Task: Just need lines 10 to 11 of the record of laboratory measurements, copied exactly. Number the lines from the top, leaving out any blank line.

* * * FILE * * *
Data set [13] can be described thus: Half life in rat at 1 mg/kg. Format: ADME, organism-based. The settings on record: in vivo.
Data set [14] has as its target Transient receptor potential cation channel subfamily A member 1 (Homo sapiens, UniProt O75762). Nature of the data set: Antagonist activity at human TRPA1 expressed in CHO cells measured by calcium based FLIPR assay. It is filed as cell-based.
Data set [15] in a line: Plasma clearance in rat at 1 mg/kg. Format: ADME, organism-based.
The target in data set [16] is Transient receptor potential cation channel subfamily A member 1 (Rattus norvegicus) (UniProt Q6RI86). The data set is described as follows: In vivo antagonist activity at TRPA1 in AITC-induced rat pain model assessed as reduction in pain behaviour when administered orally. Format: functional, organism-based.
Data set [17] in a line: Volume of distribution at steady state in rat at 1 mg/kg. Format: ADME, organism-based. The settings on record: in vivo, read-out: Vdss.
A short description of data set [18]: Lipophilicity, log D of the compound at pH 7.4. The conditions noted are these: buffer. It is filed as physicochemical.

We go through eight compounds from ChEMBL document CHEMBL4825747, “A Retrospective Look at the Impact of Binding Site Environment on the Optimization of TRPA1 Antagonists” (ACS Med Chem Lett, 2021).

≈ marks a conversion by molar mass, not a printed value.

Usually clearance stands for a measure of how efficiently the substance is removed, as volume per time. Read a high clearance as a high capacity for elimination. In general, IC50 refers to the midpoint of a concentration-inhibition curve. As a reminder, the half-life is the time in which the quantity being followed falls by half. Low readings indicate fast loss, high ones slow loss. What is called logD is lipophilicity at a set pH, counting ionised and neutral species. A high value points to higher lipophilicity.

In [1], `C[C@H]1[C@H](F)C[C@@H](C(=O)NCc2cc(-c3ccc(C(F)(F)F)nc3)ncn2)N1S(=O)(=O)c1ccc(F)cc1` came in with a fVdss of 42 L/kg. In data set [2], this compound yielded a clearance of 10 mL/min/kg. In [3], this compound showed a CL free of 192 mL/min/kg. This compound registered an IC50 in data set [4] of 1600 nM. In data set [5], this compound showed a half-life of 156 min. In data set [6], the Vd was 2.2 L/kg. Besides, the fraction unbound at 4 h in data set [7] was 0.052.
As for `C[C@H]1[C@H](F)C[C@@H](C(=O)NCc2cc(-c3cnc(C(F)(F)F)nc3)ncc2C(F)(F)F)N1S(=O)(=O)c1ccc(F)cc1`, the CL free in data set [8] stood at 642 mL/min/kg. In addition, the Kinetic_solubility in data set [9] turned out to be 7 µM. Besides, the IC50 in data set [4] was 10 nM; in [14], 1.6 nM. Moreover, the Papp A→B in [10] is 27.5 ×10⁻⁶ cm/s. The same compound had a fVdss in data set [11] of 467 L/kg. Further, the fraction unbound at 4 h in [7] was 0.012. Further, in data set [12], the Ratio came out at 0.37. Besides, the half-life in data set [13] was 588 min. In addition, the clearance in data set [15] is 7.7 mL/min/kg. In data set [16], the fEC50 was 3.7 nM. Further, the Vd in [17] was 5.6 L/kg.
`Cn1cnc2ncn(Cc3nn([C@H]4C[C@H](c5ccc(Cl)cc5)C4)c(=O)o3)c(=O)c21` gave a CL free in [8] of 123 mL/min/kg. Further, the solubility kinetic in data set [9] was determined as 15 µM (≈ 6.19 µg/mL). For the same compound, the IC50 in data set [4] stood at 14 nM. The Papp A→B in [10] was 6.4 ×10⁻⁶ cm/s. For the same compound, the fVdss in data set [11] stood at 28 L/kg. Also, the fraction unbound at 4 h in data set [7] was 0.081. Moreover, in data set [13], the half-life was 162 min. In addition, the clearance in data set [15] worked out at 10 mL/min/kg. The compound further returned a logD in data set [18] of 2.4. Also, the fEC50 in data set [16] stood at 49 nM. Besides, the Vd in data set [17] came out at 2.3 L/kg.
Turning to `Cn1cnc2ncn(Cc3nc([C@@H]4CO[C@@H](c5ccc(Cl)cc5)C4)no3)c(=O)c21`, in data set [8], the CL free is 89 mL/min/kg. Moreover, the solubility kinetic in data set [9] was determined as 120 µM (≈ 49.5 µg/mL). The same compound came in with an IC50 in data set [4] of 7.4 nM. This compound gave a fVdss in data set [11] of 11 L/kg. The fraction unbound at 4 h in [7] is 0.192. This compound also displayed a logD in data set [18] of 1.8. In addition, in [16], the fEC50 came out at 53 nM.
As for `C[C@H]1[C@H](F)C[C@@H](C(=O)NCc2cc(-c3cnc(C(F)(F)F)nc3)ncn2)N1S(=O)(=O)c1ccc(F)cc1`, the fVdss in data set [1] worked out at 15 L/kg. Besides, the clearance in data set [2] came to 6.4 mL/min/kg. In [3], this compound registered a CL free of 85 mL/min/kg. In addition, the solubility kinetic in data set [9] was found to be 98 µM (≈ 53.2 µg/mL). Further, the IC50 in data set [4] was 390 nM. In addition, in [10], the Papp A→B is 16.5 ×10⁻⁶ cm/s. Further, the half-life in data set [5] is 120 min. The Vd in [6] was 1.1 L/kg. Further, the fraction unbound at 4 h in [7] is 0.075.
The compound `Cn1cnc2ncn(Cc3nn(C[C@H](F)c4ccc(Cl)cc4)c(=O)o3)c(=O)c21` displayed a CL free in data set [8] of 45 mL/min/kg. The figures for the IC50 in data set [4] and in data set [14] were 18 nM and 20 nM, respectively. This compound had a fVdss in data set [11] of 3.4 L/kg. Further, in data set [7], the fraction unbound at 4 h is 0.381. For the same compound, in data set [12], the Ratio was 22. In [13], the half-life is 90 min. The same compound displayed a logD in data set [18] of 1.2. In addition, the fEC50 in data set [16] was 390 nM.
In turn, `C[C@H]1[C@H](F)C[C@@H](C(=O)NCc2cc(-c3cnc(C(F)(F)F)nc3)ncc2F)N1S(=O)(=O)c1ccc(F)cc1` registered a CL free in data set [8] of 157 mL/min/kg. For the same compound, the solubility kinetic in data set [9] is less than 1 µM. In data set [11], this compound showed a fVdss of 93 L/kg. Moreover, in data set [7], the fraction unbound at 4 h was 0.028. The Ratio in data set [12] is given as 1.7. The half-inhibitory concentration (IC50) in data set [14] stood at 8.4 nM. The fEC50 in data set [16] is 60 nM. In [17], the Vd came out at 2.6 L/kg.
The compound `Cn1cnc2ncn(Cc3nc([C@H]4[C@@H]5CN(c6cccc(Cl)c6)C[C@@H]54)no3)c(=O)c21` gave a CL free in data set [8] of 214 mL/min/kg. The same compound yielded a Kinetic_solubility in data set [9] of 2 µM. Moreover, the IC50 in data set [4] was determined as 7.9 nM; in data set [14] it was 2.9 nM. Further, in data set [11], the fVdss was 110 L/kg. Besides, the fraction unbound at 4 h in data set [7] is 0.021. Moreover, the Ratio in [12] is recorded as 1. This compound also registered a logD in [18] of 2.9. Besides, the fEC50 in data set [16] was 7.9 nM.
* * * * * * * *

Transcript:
In [1], `C[C@H]1[C@H](F)C[C@@H](C(=O)NCc2cc(-c3ccc(C(F)(F)F)nc3)ncn2)N1S(=O)(=O)c1ccc(F)cc1` came in with a fVdss of 42 L/kg. In data set [2], this compound yielded a clearance of 10 mL/min/kg. In [3], this compound showed a CL free of 192 mL/min/kg. This compound registered an IC50 in data set [4] of 1600 nM. In data set [5], this compound showed a half-life of 156 min. In data set [6], the Vd was 2.2 L/kg. Besides, the fraction unbound at 4 h in data set [7] was 0.052.
As for `C[C@H]1[C@H](F)C[C@@H](C(=O)NCc2cc(-c3cnc(C(F)(F)F)nc3)ncc2C(F)(F)F)N1S(=O)(=O)c1ccc(F)cc1`, the CL free in data set [8] stood at 642 mL/min/kg. In addition, the Kinetic_solubility in data set [9] turned out to be 7 µM. Besides, the IC50 in data set [4] was 10 nM; in [14], 1.6 nM. Moreover, the Papp A→B in [10] is 27.5 ×10⁻⁶ cm/s. The same compound had a fVdss in data set [11] of 467 L/kg. Further, the fraction unbound at 4 h in [7] was 0.012. Further, in data set [12], the Ratio came out at 0.37. Besides, the half-life in data set [13] was 588 min. In addition, the clearance in data set [15] is 7.7 mL/min/kg. In data set [16], the fEC50 was 3.7 nM. Further, the Vd in [17] was 5.6 L/kg.